In all probability, Jeter wouldn’t fetch the offer the Yankees gave him on the open market. He’s 36 years old and coming off the worst season of his career. No one can be sure how much longer he can continue to patrol shortstop. That’s the Yankees way of thinking with their offer. They’re right to think that way. Where they are wrong is with their constant jabs at Jeter through the media. Hal Steinbrenner seemingly can’t make it through a day without demeaning his iconic shortstop and GM Brian Cashman all but dared Jeter to seek offers from other clubs.
Jeter has remained quiet and his agent, Casey Close, has refused to get into the dirty politics that the Yankees are wallowing in. That is Jeter’s way, after all. Jeter is the personification of class and dignity, two words rarely connected with the Yankees organization; at least by fans of other clubs. These negotiations have proven Jeter’s class and proven New York’s lack thereof.
In a perfect world, the negotiations would have stayed behind closed doors. The two sides would discuss the matter at hand personally and with respect for one another. Jeter is showing no disrespect in seeking what he feels he’s worth, and had it remained private, the Yankees would be showing none in making their offer. Reasonable minds can differ when it comes to negotiating a contract, and that’s okay, that’s part of it, but when one side decides to air their grievances against the other, no one wins.
Maybe it’s true that in terms of his remaining baseball career, Jeter need the Yankees more than they need him. But in the history of their franchise, few players have ever meant more than Jeter does. In drawing their line, they risk permanently damaging a wonderful relationship with one of their all-time greats.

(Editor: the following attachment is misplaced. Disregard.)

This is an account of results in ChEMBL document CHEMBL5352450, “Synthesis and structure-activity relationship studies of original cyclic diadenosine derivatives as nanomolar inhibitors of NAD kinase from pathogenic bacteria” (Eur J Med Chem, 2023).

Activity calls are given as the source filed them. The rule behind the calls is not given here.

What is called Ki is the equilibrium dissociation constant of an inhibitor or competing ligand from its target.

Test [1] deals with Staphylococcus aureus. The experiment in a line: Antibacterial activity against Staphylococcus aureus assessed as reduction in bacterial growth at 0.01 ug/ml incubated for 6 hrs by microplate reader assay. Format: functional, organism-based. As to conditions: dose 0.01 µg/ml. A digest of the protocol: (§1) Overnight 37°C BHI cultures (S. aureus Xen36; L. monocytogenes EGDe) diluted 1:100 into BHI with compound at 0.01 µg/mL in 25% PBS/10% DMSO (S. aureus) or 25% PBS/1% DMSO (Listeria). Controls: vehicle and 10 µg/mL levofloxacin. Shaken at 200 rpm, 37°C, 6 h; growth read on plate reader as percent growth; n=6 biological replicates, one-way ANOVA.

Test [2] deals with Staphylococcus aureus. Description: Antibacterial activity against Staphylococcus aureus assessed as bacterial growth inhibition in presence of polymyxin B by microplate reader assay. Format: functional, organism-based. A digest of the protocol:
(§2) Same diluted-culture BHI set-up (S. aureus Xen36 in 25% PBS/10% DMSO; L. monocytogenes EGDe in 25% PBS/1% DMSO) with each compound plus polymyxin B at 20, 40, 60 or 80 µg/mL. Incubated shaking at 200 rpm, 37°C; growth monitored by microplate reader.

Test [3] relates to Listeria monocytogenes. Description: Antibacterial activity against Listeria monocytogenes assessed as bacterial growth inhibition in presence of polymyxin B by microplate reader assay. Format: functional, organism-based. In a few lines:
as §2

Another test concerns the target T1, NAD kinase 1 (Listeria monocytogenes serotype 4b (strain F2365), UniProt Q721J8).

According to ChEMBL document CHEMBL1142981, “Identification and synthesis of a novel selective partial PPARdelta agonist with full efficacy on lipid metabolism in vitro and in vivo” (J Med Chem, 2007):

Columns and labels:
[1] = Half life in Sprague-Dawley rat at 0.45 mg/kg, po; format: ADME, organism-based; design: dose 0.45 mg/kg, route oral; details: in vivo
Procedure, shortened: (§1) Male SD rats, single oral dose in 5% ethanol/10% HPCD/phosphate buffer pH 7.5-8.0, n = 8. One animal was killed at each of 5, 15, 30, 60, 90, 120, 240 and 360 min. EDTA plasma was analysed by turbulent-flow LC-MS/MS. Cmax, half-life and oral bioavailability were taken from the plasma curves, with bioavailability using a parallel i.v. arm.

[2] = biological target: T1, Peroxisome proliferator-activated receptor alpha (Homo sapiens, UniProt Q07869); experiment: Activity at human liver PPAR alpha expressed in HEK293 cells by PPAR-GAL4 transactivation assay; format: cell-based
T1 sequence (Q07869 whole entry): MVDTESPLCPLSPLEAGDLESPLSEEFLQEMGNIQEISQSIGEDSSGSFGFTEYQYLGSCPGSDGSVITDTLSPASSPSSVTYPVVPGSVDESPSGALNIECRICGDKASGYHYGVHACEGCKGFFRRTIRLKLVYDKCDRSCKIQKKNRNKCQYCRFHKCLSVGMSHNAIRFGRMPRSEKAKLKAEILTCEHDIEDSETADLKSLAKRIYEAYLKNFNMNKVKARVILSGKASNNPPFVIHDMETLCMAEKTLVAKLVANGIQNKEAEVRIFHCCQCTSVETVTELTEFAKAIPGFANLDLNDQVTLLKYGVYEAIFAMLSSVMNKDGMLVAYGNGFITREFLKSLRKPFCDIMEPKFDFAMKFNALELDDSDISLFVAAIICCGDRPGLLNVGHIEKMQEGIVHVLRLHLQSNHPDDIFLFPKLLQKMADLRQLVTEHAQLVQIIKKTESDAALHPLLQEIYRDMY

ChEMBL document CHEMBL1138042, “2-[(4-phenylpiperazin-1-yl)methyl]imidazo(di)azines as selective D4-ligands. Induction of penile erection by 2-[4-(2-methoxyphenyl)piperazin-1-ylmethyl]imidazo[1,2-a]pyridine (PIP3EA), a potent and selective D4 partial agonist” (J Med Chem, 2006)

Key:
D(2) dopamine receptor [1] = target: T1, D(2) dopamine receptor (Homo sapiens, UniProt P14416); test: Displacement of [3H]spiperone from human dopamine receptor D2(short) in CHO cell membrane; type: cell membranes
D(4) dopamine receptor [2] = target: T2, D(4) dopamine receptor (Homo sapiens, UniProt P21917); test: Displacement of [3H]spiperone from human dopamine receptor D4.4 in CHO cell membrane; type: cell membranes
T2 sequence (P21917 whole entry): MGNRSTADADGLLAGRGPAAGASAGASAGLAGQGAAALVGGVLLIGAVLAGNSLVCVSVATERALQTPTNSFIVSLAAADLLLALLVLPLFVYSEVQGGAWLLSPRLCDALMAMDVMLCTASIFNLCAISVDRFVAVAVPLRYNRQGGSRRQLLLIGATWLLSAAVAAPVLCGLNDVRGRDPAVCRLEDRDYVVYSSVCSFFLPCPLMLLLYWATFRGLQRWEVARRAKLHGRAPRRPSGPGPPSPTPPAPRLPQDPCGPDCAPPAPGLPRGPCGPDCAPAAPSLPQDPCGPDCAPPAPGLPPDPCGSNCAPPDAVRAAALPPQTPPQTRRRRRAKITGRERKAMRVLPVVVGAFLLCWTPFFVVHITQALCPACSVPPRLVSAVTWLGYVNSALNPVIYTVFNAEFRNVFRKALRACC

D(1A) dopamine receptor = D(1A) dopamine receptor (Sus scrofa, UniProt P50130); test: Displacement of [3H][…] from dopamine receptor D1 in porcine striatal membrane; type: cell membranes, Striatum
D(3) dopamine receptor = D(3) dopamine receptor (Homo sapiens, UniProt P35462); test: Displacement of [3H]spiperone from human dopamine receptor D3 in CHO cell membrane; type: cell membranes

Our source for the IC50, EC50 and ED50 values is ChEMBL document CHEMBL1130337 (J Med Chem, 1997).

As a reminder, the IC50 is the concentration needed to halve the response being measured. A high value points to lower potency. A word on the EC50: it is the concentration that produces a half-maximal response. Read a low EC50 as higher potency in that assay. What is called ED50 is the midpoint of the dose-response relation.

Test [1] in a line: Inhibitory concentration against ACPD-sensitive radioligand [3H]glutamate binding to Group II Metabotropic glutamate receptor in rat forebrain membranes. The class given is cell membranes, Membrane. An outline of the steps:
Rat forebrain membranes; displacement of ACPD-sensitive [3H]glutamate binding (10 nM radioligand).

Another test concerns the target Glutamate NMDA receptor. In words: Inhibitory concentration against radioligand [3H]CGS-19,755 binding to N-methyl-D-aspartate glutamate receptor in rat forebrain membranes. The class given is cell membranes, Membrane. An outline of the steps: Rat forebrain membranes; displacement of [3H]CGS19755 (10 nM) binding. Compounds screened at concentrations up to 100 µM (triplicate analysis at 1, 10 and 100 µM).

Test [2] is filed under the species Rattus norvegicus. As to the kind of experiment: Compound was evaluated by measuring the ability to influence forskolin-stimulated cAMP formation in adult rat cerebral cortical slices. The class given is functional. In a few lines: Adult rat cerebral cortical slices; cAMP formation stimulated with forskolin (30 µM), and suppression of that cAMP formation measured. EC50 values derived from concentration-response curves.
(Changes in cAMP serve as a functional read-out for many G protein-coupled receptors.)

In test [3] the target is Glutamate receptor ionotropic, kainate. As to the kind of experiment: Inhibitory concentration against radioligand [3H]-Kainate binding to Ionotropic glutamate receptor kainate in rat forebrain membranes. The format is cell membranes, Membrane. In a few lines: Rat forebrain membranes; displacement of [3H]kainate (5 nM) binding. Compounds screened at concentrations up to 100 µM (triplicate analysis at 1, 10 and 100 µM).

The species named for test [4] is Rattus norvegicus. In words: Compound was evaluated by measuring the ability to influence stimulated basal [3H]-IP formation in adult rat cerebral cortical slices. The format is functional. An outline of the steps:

Ultimately, Jeter and the Yankees will likely come to terms on a new contract. It will probably wind up paying him somewhere between the $45 million he was offered and the $60 million he seeks. At that point, even if he’s still upset with the way these negotiations have gone, Jeter won’t tell the media about it. The same cannot be said for the suits in the Yankees front office.
When it comes down to it, one thing cannot be understated; no player has meant more to one franchise in the past 50 years. Not Cal Ripken with Baltimore, not Tony Gwynn with the Padres, not even Ken Griffey Jr, who effectively saved baseball in the Pacific Northwest. No one has had the financial impact that Jeter has had on the Yankees. If that means they should do what’s right and overpay for his services, then that’s what they should do. The extra $15 million isn’t gong to bankrupt them, it isn’t even going to stop them from offering ridiculous contracts to the next big free agent. It won’t even make a dent.
And they should do it with the same quiet dignity and grace he has shown them throughout his career. Sadly, that’s just not the Yankee way.